1. Don Chen! How wonderful to hear from you! It’s been ages. Thanks very much for this response, and thanks for reading my first book. I hope you will give me your reaction when you read this one. I can hardly wait. I look forward to seeing you when next you are in Canada. Thank you, Don.

    1. Ain’t that the God’s truth! To mix my cliche’s: you hit the nail right on the head, Allen. and notice how restrained I’ve been lately? I’m saying nothing about your own future book. I know you’ll tell me when to start nagging you and it’s not time yet. (Big smile)

  5. You have been blessed with a great support team. The most wonderful thing about our digital age is the way we can access help and advice from all over the world. Even just 20 years ago you in Canada would probably never have considered using someone who lives in Gibraltar to edit your book.
    I love your verandah photo with those lovely dogs!

  6. You do have a wonderful team working with you. All the best to you, and your support team!

    That is a beautiful, inviting veranda, and two beautiful dogs!

    1. Lavinia, I always, always like hearing from you. A smile comes to my face. And I will refrain from asking about the May newsletter (nudge, nudge) or your music, the vineyard, the feline companions and life on the farm. I’m the model of restraint, as you may have observed. Speaking of your music, where may I buy your CD’s?

    1. Thanks, Jason. Writing a book and getting it published are usually a team endeavour. Even for people who self publish, I’m convinced that every good writer needs a good editor.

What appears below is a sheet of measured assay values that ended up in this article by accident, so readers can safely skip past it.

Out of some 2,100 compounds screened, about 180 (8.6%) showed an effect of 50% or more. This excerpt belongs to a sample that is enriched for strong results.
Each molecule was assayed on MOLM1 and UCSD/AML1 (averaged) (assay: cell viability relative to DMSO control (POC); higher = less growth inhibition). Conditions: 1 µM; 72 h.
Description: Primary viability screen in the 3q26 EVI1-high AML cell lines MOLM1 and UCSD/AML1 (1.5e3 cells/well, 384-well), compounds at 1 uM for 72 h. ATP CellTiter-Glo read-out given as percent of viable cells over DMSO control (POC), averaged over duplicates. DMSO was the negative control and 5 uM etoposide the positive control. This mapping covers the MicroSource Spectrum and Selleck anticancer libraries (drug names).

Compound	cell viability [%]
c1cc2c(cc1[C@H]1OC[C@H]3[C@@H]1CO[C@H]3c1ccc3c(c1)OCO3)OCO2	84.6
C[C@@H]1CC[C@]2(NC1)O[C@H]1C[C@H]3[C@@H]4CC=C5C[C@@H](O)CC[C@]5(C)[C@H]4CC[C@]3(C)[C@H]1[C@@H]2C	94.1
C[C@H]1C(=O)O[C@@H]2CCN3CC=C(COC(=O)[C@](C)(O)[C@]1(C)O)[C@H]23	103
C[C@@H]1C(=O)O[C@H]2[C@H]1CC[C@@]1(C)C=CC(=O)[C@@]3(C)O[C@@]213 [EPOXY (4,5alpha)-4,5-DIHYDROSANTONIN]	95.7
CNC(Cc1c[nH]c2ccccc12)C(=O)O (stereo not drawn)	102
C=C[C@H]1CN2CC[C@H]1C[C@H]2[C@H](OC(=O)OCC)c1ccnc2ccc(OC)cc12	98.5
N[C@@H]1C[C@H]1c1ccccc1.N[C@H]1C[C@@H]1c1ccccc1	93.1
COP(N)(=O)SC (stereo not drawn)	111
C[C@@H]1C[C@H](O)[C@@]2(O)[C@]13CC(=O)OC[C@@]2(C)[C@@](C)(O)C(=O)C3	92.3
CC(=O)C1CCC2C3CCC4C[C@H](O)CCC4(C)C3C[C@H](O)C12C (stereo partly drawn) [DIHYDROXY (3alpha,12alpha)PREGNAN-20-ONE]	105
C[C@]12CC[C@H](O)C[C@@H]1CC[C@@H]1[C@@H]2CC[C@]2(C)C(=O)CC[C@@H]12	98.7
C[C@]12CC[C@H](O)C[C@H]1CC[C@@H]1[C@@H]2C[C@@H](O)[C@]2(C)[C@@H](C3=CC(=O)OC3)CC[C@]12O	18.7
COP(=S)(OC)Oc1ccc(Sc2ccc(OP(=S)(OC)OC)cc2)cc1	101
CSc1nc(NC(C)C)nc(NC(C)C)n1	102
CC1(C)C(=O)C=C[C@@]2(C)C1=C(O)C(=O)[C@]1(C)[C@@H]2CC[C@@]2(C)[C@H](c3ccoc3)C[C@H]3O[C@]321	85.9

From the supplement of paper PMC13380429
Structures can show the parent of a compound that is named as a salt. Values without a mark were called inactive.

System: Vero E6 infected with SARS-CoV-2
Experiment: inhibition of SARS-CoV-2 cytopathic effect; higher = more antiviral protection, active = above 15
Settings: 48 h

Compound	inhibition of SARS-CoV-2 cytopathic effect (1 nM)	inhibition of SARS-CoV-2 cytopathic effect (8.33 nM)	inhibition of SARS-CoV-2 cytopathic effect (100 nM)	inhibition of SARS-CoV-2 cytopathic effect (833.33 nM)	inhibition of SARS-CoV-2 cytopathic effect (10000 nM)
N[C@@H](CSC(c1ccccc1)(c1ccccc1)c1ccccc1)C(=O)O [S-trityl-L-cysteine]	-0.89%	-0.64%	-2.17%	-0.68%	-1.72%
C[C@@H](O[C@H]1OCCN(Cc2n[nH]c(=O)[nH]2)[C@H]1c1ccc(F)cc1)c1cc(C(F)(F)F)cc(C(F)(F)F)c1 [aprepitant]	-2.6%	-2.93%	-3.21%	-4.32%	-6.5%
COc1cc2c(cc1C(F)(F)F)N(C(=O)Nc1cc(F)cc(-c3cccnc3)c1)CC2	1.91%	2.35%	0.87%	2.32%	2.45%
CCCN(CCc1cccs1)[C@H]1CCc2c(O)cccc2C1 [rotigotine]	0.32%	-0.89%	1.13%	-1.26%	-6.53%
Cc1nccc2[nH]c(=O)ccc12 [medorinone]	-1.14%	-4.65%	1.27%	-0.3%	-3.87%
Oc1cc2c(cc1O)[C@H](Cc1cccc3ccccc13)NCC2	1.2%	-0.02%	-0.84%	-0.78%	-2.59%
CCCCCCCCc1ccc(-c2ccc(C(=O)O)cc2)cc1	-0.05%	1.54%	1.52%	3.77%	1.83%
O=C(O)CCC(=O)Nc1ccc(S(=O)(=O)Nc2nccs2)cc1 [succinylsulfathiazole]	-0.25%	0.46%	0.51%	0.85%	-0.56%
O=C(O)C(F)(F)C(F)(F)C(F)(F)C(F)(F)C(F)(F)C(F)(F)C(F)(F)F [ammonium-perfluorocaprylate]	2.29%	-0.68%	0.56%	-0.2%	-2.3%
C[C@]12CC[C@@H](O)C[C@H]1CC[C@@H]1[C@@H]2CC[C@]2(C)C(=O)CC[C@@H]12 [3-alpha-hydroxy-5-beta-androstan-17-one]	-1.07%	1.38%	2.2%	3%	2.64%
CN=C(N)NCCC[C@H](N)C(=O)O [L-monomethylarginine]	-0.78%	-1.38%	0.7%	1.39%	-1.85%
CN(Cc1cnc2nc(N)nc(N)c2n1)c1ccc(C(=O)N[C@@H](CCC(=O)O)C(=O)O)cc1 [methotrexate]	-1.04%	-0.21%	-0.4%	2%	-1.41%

7. Great post – great to show your gratitude and introduce such interesting women. Always useful to know what to do when I finally write my book but even if I never do, I’m glad to have learned more about the world.

  8. I found good editors and “extra eyes” to be absolutely a blessing, too, when I was writing for publication. I didn’t always like them but I kew they were saving me from myself! Nice of you to give credit where it is due!

  9. Katherine has now edited all five of my books … and I mean properly! 😉 She’s brilliant. And working with her has been such a gas. I’m greatly looking forward to working with her on the next one, too!



  10. Thank you so much Cynthia for your generous comments. I enjoyed working with you. It makes it so much easier when a) there is a decent book to start with and b) we can establish a good working relationship.

  11. I, too, depend on wonderful people who read and re-read my writing. We are all interconnected as everything we do depends to a greater or lesser extent on contributions from others.

  12. Reblogged this on roughseasinthemed and commented:
    I’ll be honest. I could not provide a reasonable beta-read for free. There is no incentive to ploughing through something, analysing it, and compiling a coherent report, for nothing. To some authors, paid-for beta-reads are anathema. No one should have to pay for a beta-read goes the thinking. But if you read some of the dire stories of people who haven’t paid and have waited for months for nothing or a one-liner you can see why editors have added beta-reading to their portfolios.

    I’ve been surprised that two of my recent beta-read authors have been award-winning media professionals. Surely these are the sort of authors who don’t need beta-readers? Or, do they want a view from someone with a similar professional background?

    Thank you, Cynthia for that glowing endorsement. Much appreciated. There’s a little bit of me that goes zzzzzing when a colleague from my industry applauds my work.

  13. I can’t imagine where I’d be – or rather what state my work would be – without my critique partners, and earlier my critique group. This works especially well for picture books because of length, but novels are more of a challenge. As I embark on this novel, it has crossed my mind to pay a children’s book editor to help me when I get to the point where I need it. We need a good, sharp set of eyes!